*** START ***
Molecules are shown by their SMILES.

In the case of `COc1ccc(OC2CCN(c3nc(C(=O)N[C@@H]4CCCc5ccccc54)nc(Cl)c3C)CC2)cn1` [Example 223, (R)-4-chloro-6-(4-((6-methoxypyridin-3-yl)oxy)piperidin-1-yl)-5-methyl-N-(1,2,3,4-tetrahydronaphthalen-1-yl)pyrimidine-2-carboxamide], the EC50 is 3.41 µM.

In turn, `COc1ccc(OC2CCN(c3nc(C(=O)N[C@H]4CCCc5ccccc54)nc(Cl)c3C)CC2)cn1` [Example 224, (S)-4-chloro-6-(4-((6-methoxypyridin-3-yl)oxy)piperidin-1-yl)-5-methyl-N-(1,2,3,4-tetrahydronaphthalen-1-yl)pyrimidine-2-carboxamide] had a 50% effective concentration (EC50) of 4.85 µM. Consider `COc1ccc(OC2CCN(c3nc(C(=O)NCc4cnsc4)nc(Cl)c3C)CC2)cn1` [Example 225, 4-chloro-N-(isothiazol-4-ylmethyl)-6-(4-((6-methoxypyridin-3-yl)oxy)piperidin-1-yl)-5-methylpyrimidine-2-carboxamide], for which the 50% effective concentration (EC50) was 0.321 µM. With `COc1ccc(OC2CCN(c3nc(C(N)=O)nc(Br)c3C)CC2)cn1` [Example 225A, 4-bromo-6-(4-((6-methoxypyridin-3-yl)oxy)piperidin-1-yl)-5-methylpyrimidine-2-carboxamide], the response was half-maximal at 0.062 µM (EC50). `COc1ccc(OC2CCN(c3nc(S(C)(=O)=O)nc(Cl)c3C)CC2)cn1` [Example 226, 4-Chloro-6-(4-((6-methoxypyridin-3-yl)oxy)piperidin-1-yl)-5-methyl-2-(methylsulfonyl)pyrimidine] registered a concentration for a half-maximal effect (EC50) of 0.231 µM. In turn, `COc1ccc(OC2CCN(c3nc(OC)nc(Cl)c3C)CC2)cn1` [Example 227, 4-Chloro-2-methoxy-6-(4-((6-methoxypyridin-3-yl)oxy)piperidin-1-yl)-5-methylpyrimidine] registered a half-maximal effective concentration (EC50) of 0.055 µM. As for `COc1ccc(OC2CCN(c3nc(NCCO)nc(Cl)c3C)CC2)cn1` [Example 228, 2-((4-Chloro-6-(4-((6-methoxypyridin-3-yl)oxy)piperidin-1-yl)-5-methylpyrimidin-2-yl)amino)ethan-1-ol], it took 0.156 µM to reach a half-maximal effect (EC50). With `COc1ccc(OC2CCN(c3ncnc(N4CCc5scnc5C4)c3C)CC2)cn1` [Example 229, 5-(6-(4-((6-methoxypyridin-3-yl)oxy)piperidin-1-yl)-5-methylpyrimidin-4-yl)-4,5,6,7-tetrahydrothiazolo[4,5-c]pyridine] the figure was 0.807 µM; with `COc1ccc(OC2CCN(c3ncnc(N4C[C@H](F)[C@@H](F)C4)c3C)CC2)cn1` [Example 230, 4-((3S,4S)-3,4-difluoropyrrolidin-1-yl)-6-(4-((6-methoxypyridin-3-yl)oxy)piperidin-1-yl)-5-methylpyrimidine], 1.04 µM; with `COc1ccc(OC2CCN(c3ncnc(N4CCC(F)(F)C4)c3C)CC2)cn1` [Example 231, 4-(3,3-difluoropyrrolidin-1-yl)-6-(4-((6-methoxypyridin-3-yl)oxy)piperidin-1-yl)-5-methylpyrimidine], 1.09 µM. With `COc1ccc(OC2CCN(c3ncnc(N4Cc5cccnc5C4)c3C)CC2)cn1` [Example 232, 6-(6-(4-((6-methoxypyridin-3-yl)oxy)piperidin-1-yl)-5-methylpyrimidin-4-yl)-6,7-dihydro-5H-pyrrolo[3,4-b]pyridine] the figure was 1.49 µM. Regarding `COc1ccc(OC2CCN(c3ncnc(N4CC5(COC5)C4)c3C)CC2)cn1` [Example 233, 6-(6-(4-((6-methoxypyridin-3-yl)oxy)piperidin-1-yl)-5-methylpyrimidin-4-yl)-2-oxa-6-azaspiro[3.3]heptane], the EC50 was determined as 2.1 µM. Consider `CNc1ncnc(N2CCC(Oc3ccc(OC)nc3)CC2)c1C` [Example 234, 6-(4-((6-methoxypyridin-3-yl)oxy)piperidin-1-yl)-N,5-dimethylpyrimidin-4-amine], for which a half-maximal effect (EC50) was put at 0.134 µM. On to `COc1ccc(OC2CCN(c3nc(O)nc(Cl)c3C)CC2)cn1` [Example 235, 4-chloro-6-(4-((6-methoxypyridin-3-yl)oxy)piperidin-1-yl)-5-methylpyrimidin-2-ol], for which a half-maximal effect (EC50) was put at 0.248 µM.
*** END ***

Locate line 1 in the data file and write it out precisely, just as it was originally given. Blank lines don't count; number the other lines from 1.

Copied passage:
Molecules are shown by their SMILES.